Rains delay Waynesboro stormwater project

Area between Church and Maple had to be virtually rebuilt and re-excavated because of setback

December 28, 2011|By BILL KOHLER |
  • The culvert between Church and Maple streets is what remains to be completed in a stormwater project in the south end of Waynesboro, Pa.
By Bill Kohler, Tri-State editor

WAYNESBORO, Pa. — Work continues on the first phase of a multimillion-dollar stormwater project in Waynesboro, but the end appears to be in sight, a borough official said Wednesday.

Improvements being made to the outfall along Cemetery Avenue are the first phase of a multimillion-dollar project addressing Waynesboro's undersized and aging stormwater system.

The project began in early May and resulted in the closing of Church and Maple streets and Old Mill Road near their intersections with Cemetery Avenue.

Borough officials and contractor David H. Martin Excavating expected to have the project wrapped up by October, but weather problems, including one of the wettest falls in recent memory, delayed the project.

A major setback happened Oct. 19 when rains caused the collapse of a wall near Cemetery Avenue's intersection with Church Street. The collapse occurred near Antietam Dairy.

Grubbs said in November that the water ripped out a gabion attached to the wall, causing a domino effect in which other baskets were torn out. Gabions are wire baskets that hold rocks or similar materials to secure walls and dams.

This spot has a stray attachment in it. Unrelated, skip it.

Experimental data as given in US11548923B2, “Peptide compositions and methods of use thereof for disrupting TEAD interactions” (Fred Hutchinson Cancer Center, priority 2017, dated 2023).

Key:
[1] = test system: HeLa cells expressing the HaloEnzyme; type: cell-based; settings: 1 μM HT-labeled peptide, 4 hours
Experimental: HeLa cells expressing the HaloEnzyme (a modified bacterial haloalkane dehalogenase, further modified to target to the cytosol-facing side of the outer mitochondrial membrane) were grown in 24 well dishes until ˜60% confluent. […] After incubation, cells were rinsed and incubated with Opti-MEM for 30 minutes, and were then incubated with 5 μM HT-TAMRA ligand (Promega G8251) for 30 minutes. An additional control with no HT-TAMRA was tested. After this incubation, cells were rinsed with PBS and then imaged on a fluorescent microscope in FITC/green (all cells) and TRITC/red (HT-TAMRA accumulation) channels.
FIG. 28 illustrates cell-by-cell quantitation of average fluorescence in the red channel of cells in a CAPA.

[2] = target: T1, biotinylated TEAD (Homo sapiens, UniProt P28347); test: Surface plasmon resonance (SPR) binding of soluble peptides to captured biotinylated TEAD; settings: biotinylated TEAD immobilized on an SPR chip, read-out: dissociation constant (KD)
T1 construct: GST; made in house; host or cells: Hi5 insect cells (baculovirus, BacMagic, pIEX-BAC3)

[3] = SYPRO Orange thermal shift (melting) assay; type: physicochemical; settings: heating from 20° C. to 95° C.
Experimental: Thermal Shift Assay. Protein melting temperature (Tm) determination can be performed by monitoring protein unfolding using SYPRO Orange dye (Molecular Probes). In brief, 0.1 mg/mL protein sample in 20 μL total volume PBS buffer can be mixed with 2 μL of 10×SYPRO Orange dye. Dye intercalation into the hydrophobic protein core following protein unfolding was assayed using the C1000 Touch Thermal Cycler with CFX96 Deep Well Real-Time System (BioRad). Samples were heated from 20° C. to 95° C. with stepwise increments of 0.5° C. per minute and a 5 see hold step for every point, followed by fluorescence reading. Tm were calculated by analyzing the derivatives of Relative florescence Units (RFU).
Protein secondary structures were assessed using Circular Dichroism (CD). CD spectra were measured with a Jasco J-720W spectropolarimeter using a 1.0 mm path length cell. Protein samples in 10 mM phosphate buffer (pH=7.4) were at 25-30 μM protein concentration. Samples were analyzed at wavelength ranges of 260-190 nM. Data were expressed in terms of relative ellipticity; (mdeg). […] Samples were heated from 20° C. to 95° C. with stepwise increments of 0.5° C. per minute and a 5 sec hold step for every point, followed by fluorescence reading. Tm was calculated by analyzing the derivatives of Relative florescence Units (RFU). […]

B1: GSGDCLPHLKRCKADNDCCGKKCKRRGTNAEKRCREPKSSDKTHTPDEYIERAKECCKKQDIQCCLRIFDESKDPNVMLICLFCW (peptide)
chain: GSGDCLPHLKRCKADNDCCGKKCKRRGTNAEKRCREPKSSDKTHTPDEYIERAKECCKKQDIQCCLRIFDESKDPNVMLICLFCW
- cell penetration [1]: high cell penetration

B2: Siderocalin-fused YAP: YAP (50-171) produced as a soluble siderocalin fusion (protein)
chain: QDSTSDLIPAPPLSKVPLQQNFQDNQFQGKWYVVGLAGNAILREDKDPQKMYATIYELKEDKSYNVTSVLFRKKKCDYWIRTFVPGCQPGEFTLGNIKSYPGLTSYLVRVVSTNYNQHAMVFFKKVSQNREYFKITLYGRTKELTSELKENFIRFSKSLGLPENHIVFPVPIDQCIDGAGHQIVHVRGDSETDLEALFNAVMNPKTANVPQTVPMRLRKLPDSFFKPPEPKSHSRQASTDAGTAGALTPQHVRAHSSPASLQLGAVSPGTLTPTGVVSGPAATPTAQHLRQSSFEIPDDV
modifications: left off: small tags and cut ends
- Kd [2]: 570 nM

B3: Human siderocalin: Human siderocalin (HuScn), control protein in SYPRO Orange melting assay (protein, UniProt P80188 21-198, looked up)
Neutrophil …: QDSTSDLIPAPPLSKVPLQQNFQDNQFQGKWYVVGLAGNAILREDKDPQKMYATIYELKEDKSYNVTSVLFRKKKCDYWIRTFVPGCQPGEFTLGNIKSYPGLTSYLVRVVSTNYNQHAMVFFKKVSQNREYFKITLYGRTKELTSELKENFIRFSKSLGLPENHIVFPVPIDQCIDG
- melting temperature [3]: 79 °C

The east side of the Church Street overpass is complete, but the area between Church and Maple had to be virtually rebuilt and re-excavated because of the October setback, according to the David H. Martin, the foreman on the scene Tuesday.

Grubbs said Tuesday that the design of the gabions has been changed and it is working well.

The area should be reopened to traffic in the middle of January if the weather cooperates, Grubbs said.

He said the problems have caused a few change orders, but nothing outrageous.

"Despite the delays, it hasn't got out of hand as far as the budget goes. It's been within reason," Grubbs said.

Grubbs praised the work of the Martin company and said he is pleased with the project meeting its goal of alleviating a longstanding flooding problem in the borough's south end.

"From what we can see, we're very pleased with it," he said.

"We've had some really bad storms, and it has yet to come out of the banks. Before this, it would have been a flooding issue," Grubbs said.

Phases 2 and 3 of the project, which primarily focus on changes to South Potomac Street's portion of the system, are expected to begin in 2012. Preliminary work has begun on those phases, Grubbs said.

David H. Martin Excavating was awarded a $922,000 contract for the first phase.

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